Remember that gold’s peak close happened in 2011 ($1923.00) and if we compare that to the low close ($1148.00 / March 2014) you get the very nice discount of 40%. Now there will always be those who look for cheaper prices – fair enough, but I believe the reason you see that consistent bounce to higher ground is because this is sufficient incentive for the physical world to take action.

Looking at the price of gold from across Guildhall’s perspective we have seen virtually no large selling in our 60 day descent from $1200.00. And I can’t say safe-haven buying has played much more than a supportive role. So it’s not Greece, it’s not oil, it’s not political unrest – the Iran nuclear bad deal has barely been mentioned – it’s not the European Union.
Traders have their complete focus on the US Federal Reserve as minutes from the June FOMC meeting are scheduled for release today (Wednesday).
Just because gold did not react much to the Greek crisis does not mean Greece is not in trouble. And that trouble is closely related to the European Union – the result of the collective debt problem can be moved forward but it cannot be solved without drastic change.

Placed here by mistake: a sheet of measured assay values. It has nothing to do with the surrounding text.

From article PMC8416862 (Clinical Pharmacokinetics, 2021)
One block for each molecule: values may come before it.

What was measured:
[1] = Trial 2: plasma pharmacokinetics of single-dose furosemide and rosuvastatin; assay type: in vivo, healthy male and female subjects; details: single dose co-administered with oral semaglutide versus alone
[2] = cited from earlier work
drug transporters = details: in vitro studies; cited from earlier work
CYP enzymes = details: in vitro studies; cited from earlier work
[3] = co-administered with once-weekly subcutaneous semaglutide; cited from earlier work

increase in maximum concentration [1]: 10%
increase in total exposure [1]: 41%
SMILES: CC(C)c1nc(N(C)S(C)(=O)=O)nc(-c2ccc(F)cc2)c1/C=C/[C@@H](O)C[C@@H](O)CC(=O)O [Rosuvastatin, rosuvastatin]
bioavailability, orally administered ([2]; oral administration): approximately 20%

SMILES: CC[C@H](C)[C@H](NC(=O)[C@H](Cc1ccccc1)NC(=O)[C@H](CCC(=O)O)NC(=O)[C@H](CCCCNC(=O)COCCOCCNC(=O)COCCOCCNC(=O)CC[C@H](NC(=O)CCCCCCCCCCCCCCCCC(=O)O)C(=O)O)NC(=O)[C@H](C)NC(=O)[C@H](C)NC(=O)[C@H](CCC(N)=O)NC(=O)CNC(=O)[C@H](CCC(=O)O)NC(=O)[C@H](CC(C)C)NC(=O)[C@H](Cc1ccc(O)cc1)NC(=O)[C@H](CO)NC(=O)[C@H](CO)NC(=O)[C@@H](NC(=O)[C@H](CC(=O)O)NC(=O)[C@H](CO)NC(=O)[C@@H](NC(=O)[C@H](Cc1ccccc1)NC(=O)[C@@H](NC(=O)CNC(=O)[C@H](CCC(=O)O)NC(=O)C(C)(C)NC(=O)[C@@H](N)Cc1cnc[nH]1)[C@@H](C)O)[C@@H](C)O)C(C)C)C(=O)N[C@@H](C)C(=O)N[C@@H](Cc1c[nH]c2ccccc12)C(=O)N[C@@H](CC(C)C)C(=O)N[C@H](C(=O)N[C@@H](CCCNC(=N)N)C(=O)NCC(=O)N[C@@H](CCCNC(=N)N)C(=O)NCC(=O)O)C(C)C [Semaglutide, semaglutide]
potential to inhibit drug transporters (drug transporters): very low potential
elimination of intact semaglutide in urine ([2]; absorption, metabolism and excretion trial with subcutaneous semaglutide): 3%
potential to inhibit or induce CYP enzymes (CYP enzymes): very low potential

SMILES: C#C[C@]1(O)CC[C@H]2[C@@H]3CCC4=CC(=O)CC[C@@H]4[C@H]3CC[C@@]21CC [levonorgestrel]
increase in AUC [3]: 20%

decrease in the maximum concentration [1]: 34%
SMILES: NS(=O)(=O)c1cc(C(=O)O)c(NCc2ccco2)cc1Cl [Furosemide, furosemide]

Still this poses little immediate threat which can be seen in relative bond yields and no chance of a contagion. The debt problem is not overwhelming but it continues to simmer. Look at bond values – the US yields are a little above 2% – now compare the yields of Italy and Spain around 2.25% with Greece at 18%. If other small EU countries were in trouble their bond rates would not be on par with the United States.

Still most are scratching their heads as to why with all the trouble in Greece gold is not at least threatening $1200.00?